This past year has shown me that I need creatures. While Charlie Parker, feline, doesn’t require as much attention as our dog did, he requires a lot of presence (and belly rubs). Wherever we gather, he is in the midst. When Phil and I are in the living room and Caroline is in her bedroom, he sits equidistant from us. Maybe it’s a magnetic force. Maybe it’s love.
Creatures, wild and tame, have meant a lot to me during the pandemic. Last fall, after a long stretch of staying close to home, we ventured to Arizona. The desert landscape was magical, and even the freezing hotel pool was a high point. However, the most amazing part of that weekend for me was meeting a hawk.
The hawk’s job was to deter pesky birds from bothering people who were dining on the patio. I was in awe of this majestic bird, so after we ate, I went over to talk to his handler. The bird towered over me with piercing yellow-green eyes and a beak that could take my finger off. The curved talons gripping his handler’s glove unnerved me. Then the handler asked, “Would you like to pet him?” Honestly, the thought of petting an apex predator hadn’t crossed my mind.
I reached out slowly and smoothed his chest feathers with the back of my hand thinking only please don’t hurt me. I was awed and relieved that he ignored me.
Throughout the winter, we took note of the creatures outside. Birds and squirrels, rabbits and stray cats, all made their way through our yard in the course of their quest for survival. Early in the year, I started leaving birdseed for the squirrels and cardinals right outside the window, prime space for wildlife viewing. Charlie da Cat and I loved watching the squirrels grow fatter day after day. On the bitterest days of February, we watched a rabbit crouch under our deck, the wind shivering its fur.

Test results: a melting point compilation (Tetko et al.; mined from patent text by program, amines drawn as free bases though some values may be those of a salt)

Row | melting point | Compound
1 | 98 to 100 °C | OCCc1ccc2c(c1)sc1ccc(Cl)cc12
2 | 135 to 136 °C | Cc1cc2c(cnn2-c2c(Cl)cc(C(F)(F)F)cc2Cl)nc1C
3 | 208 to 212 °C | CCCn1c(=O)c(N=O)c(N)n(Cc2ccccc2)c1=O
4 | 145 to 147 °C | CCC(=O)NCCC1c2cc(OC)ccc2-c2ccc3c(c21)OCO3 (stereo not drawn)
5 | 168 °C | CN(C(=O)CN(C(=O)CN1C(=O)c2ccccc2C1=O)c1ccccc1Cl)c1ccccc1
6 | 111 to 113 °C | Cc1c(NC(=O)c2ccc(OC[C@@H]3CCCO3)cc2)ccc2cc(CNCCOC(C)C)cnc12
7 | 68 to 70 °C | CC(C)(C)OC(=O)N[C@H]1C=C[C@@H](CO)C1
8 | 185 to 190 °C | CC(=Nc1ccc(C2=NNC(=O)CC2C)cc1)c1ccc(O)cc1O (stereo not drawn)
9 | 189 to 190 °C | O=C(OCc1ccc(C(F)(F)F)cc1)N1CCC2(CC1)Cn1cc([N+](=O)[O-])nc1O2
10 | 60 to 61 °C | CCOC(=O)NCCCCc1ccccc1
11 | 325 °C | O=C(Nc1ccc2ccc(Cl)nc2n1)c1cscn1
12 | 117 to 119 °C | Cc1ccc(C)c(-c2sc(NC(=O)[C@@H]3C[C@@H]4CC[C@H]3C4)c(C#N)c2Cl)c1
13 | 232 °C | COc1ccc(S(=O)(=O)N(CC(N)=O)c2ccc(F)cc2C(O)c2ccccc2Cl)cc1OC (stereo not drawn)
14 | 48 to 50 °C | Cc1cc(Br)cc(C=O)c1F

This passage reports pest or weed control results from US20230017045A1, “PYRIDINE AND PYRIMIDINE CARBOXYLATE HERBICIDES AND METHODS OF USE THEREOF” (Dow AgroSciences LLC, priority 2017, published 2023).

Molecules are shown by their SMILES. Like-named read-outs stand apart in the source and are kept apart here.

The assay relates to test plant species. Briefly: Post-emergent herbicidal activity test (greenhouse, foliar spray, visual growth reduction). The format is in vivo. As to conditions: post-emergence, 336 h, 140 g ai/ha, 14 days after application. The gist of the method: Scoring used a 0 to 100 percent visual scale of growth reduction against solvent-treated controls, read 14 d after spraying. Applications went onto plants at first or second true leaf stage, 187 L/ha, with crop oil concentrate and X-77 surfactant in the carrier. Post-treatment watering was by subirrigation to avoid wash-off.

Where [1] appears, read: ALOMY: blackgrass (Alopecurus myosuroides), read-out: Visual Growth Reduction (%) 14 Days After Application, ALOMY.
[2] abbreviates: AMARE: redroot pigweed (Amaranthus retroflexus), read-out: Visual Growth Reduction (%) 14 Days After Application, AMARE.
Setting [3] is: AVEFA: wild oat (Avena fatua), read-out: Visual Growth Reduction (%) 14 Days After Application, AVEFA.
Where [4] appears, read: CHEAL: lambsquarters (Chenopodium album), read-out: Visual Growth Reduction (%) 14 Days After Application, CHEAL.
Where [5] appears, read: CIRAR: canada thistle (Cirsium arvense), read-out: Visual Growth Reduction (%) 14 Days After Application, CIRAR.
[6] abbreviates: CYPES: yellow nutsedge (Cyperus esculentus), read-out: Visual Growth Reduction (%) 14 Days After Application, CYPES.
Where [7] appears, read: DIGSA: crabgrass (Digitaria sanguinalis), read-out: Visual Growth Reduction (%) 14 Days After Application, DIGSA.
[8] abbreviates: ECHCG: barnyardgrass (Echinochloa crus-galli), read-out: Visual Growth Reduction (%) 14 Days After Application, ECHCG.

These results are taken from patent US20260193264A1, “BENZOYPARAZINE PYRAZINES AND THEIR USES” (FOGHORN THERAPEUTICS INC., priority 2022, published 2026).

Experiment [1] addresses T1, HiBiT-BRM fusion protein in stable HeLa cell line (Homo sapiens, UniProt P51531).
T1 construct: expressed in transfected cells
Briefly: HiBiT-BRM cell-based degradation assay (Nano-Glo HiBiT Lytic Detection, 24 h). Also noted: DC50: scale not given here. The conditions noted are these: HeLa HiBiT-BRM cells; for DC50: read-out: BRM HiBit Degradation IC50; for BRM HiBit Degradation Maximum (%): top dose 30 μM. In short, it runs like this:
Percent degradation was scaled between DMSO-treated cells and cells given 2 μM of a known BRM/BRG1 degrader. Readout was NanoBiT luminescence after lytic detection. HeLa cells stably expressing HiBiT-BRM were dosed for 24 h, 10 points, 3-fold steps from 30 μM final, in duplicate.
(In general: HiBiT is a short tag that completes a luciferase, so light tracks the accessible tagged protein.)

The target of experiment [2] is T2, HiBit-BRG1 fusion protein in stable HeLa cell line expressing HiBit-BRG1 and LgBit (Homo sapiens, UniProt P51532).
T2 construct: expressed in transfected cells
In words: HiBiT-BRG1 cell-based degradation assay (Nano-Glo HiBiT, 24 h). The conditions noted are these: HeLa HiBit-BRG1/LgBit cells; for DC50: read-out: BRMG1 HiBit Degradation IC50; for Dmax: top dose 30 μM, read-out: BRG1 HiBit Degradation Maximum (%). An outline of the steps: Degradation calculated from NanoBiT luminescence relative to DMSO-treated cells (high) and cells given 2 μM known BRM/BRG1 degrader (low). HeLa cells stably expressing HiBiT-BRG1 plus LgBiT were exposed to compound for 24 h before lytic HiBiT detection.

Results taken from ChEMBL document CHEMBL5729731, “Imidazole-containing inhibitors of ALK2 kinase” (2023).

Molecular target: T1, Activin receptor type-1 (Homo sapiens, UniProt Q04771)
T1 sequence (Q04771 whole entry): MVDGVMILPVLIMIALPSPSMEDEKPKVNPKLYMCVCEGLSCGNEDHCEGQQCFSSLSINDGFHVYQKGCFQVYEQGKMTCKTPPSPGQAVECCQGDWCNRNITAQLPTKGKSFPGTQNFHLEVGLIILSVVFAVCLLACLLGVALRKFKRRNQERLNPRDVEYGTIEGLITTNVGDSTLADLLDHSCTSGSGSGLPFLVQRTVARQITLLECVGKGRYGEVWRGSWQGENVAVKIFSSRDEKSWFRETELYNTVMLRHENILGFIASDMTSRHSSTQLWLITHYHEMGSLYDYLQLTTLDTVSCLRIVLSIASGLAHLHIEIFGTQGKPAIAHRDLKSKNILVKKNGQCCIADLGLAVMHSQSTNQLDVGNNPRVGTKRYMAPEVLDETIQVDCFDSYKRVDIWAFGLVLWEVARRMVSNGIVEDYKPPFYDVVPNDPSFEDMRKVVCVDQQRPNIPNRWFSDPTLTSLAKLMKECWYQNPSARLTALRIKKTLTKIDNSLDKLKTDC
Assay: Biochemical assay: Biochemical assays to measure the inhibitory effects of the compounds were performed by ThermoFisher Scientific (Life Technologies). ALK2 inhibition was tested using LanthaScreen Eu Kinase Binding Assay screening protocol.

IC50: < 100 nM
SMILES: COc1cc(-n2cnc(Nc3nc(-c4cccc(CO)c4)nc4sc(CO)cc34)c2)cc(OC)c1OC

When it gradually warmed into spring, I let the birdseed bowl run dry. The squirrels found other ways to survive, and the shivering rabbit gave birth to a brood that quickly learned to mooch from Phil’s garden full of Chinese cabbage and radishes.
Finally, this spring we headed to Florida for a couple days of warm sunshine. On our last morning at the beach, we came upon the most alluring creature. A glassy blue blob shaped sort of like a Chinese dumpling. Phil saw it first as it hung out on the wet sand, just out of the tides’ reach. “Should we help it back into the water?” he said. As the creature’s pointy end seemed to probe blindly at the sand, I nudged it with the toe of my sandal into the next wave.
Later I learned that my right foot had been thisclose to a world of hurt. A quick internet search revealed the blue blob was likely a Portuguese Man o’ War, an animal with a painfully venomous sting.
This creature, I see now, signifies the polar opposite of comforting. Still, I’ve studied its picture on my phone many times since returning from Florida, awed by its pearly-blue surface and mysterious blue blobs lurking underneath.
In times like these, perhaps amazement passes for comfort — the comfort of knowing there’s still a big world out there and we’ll get back to exploring it soon. As I hang a hummingbird feeder outside the window, I give thanks for the comfort of creatures.
-Em : )